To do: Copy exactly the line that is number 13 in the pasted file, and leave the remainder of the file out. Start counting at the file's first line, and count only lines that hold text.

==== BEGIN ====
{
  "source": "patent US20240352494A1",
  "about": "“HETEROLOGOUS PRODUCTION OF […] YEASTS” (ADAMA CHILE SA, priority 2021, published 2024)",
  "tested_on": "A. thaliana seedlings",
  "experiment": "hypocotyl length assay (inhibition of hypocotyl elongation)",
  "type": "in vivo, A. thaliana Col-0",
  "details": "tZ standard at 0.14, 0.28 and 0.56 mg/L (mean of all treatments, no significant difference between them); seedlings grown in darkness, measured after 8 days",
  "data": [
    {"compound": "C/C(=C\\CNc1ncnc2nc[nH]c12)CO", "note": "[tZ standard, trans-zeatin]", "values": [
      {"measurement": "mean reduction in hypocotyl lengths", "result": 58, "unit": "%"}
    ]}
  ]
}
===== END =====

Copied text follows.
}